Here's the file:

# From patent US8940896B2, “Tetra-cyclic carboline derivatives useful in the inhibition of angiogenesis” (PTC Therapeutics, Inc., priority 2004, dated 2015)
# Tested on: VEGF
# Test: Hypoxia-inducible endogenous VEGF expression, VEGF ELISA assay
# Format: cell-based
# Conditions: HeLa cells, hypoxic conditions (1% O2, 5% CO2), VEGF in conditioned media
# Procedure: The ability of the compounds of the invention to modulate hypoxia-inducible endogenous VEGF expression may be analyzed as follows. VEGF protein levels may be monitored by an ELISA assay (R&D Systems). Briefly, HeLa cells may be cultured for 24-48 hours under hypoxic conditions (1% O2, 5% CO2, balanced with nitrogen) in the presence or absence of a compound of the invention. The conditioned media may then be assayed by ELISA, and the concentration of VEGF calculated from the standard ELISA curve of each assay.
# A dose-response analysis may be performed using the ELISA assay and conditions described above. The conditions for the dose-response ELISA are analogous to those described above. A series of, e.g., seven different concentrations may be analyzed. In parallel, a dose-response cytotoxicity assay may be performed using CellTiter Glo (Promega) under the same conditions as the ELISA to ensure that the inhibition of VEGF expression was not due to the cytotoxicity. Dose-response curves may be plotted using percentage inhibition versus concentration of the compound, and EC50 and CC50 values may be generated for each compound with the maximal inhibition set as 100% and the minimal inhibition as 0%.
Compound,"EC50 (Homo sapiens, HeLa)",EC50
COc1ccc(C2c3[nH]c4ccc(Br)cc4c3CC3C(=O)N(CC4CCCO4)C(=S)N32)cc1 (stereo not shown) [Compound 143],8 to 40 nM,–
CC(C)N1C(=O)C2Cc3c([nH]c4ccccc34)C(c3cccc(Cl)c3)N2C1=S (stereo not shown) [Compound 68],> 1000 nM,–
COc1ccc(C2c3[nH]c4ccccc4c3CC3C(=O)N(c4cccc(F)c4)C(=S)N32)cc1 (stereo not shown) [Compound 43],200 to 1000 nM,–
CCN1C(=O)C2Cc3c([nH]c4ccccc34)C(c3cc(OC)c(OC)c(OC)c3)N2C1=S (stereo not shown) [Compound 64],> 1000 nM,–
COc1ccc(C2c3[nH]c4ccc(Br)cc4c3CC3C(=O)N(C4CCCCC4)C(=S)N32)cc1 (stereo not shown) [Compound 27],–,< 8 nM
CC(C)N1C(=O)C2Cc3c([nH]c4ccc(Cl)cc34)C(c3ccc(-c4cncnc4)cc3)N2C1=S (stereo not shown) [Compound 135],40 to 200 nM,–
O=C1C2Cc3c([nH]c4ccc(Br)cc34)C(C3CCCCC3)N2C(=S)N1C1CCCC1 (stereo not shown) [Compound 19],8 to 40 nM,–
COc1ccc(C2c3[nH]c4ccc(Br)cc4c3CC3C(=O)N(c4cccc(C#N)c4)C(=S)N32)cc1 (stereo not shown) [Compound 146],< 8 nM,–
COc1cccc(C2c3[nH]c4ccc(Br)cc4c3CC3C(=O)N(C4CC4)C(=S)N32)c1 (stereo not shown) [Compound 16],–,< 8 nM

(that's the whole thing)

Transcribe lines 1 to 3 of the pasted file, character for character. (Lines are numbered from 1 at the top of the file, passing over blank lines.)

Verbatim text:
# From patent US8940896B2, “Tetra-cyclic carboline derivatives useful in the inhibition of angiogenesis” (PTC Therapeutics, Inc., priority 2004, dated 2015)
# Tested on: VEGF
# Test: Hypoxia-inducible endogenous VEGF expression, VEGF ELISA assay